Skip to comments.Former Raleigh man dies in Uganda bombings
Posted on 07/12/2010 5:54:21 AM PDT by Moose4
An American who recently lived in Raleigh for a year was the lone American killed when explosions tore through crowds watching the World Cup final Sunday at a rugby club and an Ethiopian restaurant in Kampala, Uganda, killing at least 64 people.
Nathan Henn, 25, who worked with Invisible Children, a San Diego-based aid group that helps child soldiers in Africa, was killed on the rugby field. Henn was a native of Wilmington, Del., but his family moved to Raleigh in 2007, and he lived here for about a year, his sister, Brynne Henn, said this morning in a telephone interview.
"Nathan was an amazing guy," said Brynne Henn, 20. "He lived his life for others and for his God.
Read more: http://www.newsobserver.com/2010/07/12/577669/american-dies-in-uganda-bombings.html#ixzz0tTJqoQUj
(Excerpt) Read more at newsobserver.com ...
I suppose I should be trying to do the Christian thing and forgive people who would bomb innocents watching the "world's greatest sporting event"...but I can't. God help me, I can't. Not now.
He sounds like an incredible young man. May God comfort his family and friends. The world lost an angel.
Media must be on orders to hardly report this terrorist attack. What 60 some die in an attack on people watching the championship of a major international sporting event and the cable news channels are hardly covering it. They are still talking about King James!
Note: Photos included.
July 19, 2010
NOTE The following text is a quote:
FBI and Uganda Police Seek Assistance Identifying 7/11 Bombers
On July 11, 2010, Uganda was the target of a series of terrorist attacks in its capital city, Kampala, in which over 70 individuals were killed. The Somali terrorist group Al-Shabaab took responsibility for these attacks. The first bomb exploded at approximately 10:30 p.m. at an Ethiopian restaurant in Kabalagala. The second bomb exploded at approximately 11:20 p.m. at a rugby club. A third bomb also exploded at almost the same time at the rugby club. The first two bombs were thought to have been triggered by suicide bombers. At both venues, victims were gathered to watch the final World Cup soccer match.
Following the terrorist attacks, Uganda authorities made a request through the U.S. Embassy in Kampala for a team from the FBI to assist with their investigation. The FBI New York Joint Terrorism Task Force (JTTF) deployed a team of agents, analysts, and forensic experts to assist the Ugandan authorities. Included were members of the FBI from other parts of the country with expertise in specific portions of the investigation such as evidence collection and explosive analysis.
The investigation being conducted by Uganda with support from the FBI is ongoing. As part of the investigation, the FBI and Uganda law enforcement officials are seeking information regarding the identity of the two suicide bombers. Photos have been reconstructed to demonstrate how the two suspected male bombers may have appeared. If anyone has information on the attacks or can identity the bombers, they are requested to contact the Uganda Police or the FBI.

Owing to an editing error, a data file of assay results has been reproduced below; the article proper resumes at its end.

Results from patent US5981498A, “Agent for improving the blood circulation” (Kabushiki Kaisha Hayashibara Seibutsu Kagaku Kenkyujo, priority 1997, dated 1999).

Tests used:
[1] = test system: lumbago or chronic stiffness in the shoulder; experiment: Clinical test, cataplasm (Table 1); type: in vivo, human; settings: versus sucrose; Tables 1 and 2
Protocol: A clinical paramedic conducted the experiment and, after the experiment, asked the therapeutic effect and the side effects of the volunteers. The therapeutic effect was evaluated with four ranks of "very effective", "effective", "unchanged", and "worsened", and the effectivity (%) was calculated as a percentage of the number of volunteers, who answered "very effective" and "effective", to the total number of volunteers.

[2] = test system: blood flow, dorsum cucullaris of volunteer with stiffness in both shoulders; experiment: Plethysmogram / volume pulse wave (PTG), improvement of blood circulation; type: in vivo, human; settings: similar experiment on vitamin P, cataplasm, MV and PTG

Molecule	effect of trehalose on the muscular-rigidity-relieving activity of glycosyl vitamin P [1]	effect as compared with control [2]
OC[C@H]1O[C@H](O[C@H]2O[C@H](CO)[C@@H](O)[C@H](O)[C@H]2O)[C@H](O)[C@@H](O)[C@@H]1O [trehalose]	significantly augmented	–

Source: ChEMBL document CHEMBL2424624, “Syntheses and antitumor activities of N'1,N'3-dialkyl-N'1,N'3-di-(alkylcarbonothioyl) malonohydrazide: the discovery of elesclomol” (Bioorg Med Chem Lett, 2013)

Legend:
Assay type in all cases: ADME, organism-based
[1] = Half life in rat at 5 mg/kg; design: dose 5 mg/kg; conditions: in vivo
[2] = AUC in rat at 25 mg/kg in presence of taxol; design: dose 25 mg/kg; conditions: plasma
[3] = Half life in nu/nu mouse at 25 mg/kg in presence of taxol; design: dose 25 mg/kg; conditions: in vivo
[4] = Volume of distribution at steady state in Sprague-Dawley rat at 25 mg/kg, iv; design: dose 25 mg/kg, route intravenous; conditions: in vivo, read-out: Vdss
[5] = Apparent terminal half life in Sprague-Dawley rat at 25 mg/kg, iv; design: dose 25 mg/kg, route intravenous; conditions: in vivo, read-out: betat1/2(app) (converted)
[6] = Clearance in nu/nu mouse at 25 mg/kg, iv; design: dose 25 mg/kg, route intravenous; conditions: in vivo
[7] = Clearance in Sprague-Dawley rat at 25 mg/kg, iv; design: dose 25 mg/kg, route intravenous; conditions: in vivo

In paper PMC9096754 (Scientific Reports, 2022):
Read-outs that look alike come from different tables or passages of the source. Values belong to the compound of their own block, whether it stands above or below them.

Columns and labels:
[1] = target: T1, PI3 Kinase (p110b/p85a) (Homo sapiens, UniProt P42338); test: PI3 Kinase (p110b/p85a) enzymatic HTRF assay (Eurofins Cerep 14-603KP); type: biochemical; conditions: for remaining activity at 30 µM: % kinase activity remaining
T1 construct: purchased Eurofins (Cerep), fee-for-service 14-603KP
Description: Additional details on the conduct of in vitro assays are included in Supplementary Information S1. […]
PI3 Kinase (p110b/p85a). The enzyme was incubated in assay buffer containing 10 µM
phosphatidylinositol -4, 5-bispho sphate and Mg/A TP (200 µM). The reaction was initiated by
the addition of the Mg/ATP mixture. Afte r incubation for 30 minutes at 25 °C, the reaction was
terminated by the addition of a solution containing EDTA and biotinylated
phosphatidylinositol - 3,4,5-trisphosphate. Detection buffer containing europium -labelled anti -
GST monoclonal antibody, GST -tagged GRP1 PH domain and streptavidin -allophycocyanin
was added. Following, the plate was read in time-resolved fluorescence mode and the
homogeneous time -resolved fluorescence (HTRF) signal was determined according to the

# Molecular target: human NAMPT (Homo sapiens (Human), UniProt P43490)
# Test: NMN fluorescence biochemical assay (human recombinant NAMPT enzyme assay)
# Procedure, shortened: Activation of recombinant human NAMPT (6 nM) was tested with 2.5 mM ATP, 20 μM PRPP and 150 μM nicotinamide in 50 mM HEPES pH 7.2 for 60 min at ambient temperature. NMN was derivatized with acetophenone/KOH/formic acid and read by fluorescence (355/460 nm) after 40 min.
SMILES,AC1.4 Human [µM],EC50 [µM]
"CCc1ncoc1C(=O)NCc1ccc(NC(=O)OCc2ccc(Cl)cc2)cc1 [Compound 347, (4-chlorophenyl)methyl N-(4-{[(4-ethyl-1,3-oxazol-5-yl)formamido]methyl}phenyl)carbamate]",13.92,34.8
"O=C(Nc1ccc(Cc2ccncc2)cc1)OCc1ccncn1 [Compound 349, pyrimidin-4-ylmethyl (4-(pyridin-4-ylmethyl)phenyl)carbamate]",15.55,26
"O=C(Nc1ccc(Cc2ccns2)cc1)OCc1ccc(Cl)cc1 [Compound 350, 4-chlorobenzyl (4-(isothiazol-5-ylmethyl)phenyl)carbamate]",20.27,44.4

Major General Kale Kayihura, Inspector General of Police said, This was a horrific event for the people of Uganda and we are dedicated to tracking down those responsible for this heinous crime. Terrorist activity must be stopped and the police force will do everything possible to keep our citizens and visitors safe. We thank the U.S. Embassy for arranging for the FBI to travel to Uganda and assist us with our critical investigation. I thank the FBI, the British High Commission, New Scotland Yard, and Interpol among the many others nations and agencies that are assisting us at this time. Our teams are working exceptionally well together in all facets of the investigation.
FBI Special Agent in Charge, Nathan Gray who is serving as the commander of the FBIs team in Uganda added, Uganda suffered a horrible attack as people peacefully cheered during the World Cup. We are appreciative of the complete support from Inspector Kayihura and the police force as we work together to support their investigation. The United States has been victim to serious terrorist attacks and we have learned that partnerships, such as the one we have with Uganda are critical in investigating and preventing these attacks.
FBI Assistant Special Agent in Charge Don Borelli of the New York office is serving as the deputy commander and overseeing the daily operations. Agent Borelli stated, The New York office of the FBI brings a wealth of experience in investigating terrorism cases. Working closely with our Uganda law enforcement partners we will do everything possible to help find the perpetrators of this horrific event.
A link to the seeking information poster can be found at http://www.fbi.gov/wanted/seekinfo/uganda.htm.
Nate Henn, an American aid volunteer killed in the blasts, was known by his Ugandan nickname, 'Oteka,' meaning 'The Strong One.'
In another ghastly twist, Henn's brother Kyle was injured in a small plane crash yesterday in Chapel Hill, N.C., while heading to join mourning relatives, ABC News reported. The pilot was killed.
Update: Kyle Henn, 22, has been discharged from UNC hospitals after being involved in a plane crash Monday afternoon that took the life of the planes pilot and left the co-pilot in critical condition.
Praying for this family.
In Jesus’ Holy Name.
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